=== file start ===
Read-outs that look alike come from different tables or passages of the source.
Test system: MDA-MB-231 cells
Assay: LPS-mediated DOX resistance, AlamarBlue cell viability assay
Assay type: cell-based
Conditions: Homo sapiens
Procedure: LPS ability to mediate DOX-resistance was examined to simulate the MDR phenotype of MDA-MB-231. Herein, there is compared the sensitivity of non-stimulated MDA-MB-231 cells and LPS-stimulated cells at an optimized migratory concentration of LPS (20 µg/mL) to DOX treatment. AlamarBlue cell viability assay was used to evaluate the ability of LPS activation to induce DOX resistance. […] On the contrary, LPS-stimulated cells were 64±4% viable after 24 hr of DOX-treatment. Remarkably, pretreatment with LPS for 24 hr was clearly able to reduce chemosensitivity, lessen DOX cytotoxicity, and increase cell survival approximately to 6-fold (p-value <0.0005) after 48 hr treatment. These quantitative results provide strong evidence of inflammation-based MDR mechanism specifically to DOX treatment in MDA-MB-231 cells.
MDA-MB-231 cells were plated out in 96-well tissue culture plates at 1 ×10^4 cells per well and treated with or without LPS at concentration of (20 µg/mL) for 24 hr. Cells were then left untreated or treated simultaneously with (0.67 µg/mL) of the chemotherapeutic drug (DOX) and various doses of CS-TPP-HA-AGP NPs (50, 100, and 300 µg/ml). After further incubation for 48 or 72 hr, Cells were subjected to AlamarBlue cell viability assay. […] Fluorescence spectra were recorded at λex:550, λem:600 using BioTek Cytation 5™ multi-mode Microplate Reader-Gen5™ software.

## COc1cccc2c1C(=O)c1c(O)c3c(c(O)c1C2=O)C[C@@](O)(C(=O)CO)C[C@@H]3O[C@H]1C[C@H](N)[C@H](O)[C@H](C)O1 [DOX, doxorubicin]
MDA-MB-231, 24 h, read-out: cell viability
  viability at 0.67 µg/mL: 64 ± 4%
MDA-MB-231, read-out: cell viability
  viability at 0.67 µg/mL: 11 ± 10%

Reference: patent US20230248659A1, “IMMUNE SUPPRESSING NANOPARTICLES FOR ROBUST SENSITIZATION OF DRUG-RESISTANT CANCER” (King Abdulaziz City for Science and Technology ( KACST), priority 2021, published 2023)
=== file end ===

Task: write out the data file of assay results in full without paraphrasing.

Read-outs that look alike come from different tables or passages of the source.
Test system: MDA-MB-231 cells
Assay: LPS-mediated DOX resistance, AlamarBlue cell viability assay
Assay type: cell-based
Conditions: Homo sapiens
Procedure: LPS ability to mediate DOX-resistance was examined to simulate the MDR phenotype of MDA-MB-231. Herein, there is compared the sensitivity of non-stimulated MDA-MB-231 cells and LPS-stimulated cells at an optimized migratory concentration of LPS (20 µg/mL) to DOX treatment. AlamarBlue cell viability assay was used to evaluate the ability of LPS activation to induce DOX resistance. […] On the contrary, LPS-stimulated cells were 64±4% viable after 24 hr of DOX-treatment. Remarkably, pretreatment with LPS for 24 hr was clearly able to reduce chemosensitivity, lessen DOX cytotoxicity, and increase cell survival approximately to 6-fold (p-value <0.0005) after 48 hr treatment. These quantitative results provide strong evidence of inflammation-based MDR mechanism specifically to DOX treatment in MDA-MB-231 cells.
MDA-MB-231 cells were plated out in 96-well tissue culture plates at 1 ×10^4 cells per well and treated with or without LPS at concentration of (20 µg/mL) for 24 hr. Cells were then left untreated or treated simultaneously with (0.67 µg/mL) of the chemotherapeutic drug (DOX) and various doses of CS-TPP-HA-AGP NPs (50, 100, and 300 µg/ml). After further incubation for 48 or 72 hr, Cells were subjected to AlamarBlue cell viability assay. […] Fluorescence spectra were recorded at λex:550, λem:600 using BioTek Cytation 5™ multi-mode Microplate Reader-Gen5™ software.

## COc1cccc2c1C(=O)c1c(O)c3c(c(O)c1C2=O)C[C@@](O)(C(=O)CO)C[C@@H]3O[C@H]1C[C@H](N)[C@H](O)[C@H](C)O1 [DOX, doxorubicin]
MDA-MB-231, 24 h, read-out: cell viability
  viability at 0.67 µg/mL: 64 ± 4%
MDA-MB-231, read-out: cell viability
  viability at 0.67 µg/mL: 11 ± 10%

Reference: patent US20230248659A1, “IMMUNE SUPPRESSING NANOPARTICLES FOR ROBUST SENSITIZATION OF DRUG-RESISTANT CANCER” (King Abdulaziz City for Science and Technology ( KACST), priority 2021, published 2023)